(When I talk about embracing “supermodels”, I’m actually talking about embracing “super models”. As in, all Kiwis should care about the policy settings relating to NZ Superannuation. If you were expecting something more salacious, sorry for the bait and switch!)
NZ Super has an enormous impact on all Kiwis
Of the many financial uncertainties we face, one of the big ones relates to NZ Super.
Many younger people assume that NZ Super won’t be available to them when they retire. What they often don’t realise, is that this can have an enormous impact on how much you need to save to sustain a reasonable lifestyle. And if they did, they’d probably get a lot more interested and engaged.
In an article earlier this year, I modelled the impact of receiving NZ Super versus not receiving NZ Super, in terms of how much you need to save for retirement.
If my wife and I wanted to sustain a lifestyle of $52,000 per year (in today’s dollars) from age 65 to age 100, for example, the amount we’d need to save changes enormously, depending on whether we assume we’ll receive NZ Super or not.
If we receive NZ Super, we’ll need about $500,000 in investment assets (over and above a mortgage-free home).
If we don’t receive NZ Super, $500,000 would run out within 11 years. Instead of saving $500,000, we’d need to save $1.3 million to sustain the same type of retirement.
There are various other variables at play (eg in both cases we assume a real return on our investments of 2%, and we assume we won’t downsize/rightsize our home to free up capital). But at the end of the day, there’s no shaking the fact that this is enormous.
I’ve always assumed that my wife and I won’t receive NZ Super. But I’m a little more sanguine about the possibility now. Because there’s no way a Government can tell a couple in their late thirties that they need to increase their savings by that much to sustain a reasonable retirement. Most people at our age have already made commitments. We’ve established our careers. We have a mortgage. We have children. There’s no way you can tell us, and people like us, that we’re going to have to save an additional $800,000 to retire.
Well, a Government could. But they’d probably be committing political suicide.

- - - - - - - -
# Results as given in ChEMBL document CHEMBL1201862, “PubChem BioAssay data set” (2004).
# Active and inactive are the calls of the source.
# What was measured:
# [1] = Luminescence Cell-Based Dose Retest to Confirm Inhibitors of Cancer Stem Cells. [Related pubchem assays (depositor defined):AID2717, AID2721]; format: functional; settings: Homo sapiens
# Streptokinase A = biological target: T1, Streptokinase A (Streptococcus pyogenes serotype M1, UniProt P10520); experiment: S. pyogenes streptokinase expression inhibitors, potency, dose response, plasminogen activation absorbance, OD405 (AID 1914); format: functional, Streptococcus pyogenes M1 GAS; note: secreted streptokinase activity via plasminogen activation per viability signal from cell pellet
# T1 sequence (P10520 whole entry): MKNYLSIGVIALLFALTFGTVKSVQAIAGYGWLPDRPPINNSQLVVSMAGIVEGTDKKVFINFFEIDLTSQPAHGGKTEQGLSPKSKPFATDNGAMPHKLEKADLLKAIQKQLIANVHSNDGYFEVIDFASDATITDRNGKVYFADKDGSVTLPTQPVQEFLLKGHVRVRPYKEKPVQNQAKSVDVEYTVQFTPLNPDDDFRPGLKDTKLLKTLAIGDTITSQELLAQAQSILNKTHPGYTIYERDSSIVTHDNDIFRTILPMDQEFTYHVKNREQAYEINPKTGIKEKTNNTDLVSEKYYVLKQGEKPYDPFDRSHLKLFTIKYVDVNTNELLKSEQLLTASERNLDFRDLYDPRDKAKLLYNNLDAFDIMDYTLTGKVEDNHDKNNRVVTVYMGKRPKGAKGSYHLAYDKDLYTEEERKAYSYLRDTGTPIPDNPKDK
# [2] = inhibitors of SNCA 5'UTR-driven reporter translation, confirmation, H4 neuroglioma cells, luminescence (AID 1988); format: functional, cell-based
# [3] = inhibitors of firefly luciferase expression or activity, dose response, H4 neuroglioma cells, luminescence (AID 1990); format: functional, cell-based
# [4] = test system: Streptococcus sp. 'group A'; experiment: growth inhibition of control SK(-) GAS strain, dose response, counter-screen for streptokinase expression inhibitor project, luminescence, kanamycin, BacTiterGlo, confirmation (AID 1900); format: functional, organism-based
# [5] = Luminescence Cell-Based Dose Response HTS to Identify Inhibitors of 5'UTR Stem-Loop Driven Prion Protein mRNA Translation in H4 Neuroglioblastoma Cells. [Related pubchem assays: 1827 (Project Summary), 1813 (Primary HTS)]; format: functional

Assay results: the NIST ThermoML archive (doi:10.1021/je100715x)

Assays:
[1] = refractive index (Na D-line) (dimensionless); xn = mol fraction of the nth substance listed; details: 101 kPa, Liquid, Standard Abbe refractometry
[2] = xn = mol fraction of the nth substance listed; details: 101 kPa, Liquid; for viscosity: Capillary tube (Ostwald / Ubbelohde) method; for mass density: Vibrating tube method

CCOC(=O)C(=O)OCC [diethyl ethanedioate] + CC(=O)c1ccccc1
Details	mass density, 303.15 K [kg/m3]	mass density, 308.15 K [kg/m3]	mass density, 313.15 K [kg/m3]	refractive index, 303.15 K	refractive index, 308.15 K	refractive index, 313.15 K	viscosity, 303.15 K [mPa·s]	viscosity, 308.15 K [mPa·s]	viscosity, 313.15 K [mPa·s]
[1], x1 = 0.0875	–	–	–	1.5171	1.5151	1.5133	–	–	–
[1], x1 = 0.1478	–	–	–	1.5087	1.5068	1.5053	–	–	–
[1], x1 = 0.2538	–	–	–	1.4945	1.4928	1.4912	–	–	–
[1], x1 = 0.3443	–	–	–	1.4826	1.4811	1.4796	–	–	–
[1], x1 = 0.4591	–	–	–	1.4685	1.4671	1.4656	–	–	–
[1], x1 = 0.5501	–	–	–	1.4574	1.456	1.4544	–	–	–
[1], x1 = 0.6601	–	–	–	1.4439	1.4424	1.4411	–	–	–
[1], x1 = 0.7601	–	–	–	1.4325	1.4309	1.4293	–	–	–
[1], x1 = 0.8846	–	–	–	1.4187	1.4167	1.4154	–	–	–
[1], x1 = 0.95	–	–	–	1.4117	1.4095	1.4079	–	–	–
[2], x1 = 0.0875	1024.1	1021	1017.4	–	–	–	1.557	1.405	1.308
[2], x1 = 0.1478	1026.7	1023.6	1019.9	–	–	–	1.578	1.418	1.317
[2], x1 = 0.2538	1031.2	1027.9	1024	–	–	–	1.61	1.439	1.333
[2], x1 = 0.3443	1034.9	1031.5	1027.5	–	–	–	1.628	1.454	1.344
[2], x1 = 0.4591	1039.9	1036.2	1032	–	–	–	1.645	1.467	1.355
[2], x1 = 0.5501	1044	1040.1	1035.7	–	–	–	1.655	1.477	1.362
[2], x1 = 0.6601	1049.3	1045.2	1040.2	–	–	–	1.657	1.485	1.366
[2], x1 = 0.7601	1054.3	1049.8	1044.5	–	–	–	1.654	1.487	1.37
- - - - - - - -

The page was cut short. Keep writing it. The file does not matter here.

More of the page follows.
This blog is made possible by Fairhaven Wealth, my independent, fixed-fee, advice-only financial advice business.
This is especially the case if Kiwis were engaged with NZ Super’s policy settings. In other words, embracing supermodels. (Geddit?)
“The superannuation sky is not falling”
Last week The New Zealand Initiative published a detailed report relating to NZ Super. It was written by Jenesa Jeram.
(There’s one thing I’ll give to the New Zealand Initiative. It knows how to get its message across. It released the report on 4 December and within 1 or 2 days it was picked up by Stuff (Rod Stock), NZ Herald (Tamsyn Parker), The National Business Review, Radio NZ, Good Returns, Newshub (Duncan Garner), and RadioLIVE (Lynda Hallinan). It was also jumped on in press releases by The New Zealand Taxpayers’ Union and New Zealand First.)
For some reason, I was expecting to take issue with the report and its conclusions. But I was surprised.
It’s a thoughtful report, and I agree with almost all of what it has to say. It covers a lot of relevant areas – going as far as touching on Universal Basic Income (UBI), and addressing the potential issues (or at least, uncertainty) relating to lower rates of home ownership.
Instead of recommending major changes to NZ Super, the report states that the “superannuation sky is not falling”.
The report celebrates a lot of good things about the NZ Super regime. It’s simple, it’s efficient, and it doesn’t create distorted incentives – like encouraging people to stop working at age 65, discouraging people to save money, or encouraging people to structure their financial affairs in unusual ways.
Jeram also makes it quite clear that we should remove “affordability” from the conversation about NZ Super. Instead, the focus should be on priorities.
The report makes it clear that New Zealand can afford NZ Super as it currently stands into the long-term future – if we want to keep it. New Zealand will be able to afford it even when the demographics have changed, and the number of people between 18 and 65 has fallen considerably compared to the number of people 65 and over.
The cost of NZ Super currently stands at around 5% of GDP. By 2060 this is likely to increase by 8% if no changes are made. This is actually lower than what many countries are paying today.
This sounds like a big jump, but it’s important to remember that we should experience a lot of economic growth between now and 2060. If we experience economic growth of 2% each year, for instance, our GDP will be more than twice as large as it is today.
So although NZ Super might take a larger portion of the GDP pie, the pie should be considerably bigger. As the report points out, this is an important consideration – to the extent “affordability” is an issue, it is likely to be a function of economic productivity (growth) over the next several decades.
I also commend Jeram and the New Zealand Initiative for the following key sentiment:
“Affordability should not be the main concern about NZS in the future. The main concern should be that NZS could become a tool for redistribution from poor to rich.”
The latter point reiterates the importance of priorities.
The report makes various recommendations. It stresses the importance of productivity growth, which is a no-brainer (you’d hope!). It points out that the NZ Super Fund is largely a red herring when it comes to the discussion of NZ Super policy – and I agree. (The report talks about the Government prioritising debt repayment over contributing to the NZ Super Fund. This makes sense. The best analogy I can think of is that in a household, in many cases it makes sense to prioritise repaying a mortgage over investing for a period of time – on the basis it provides a guaranteed, risk-free return that will put the household in a better position over the long-run, and better able to deal with other contingencies.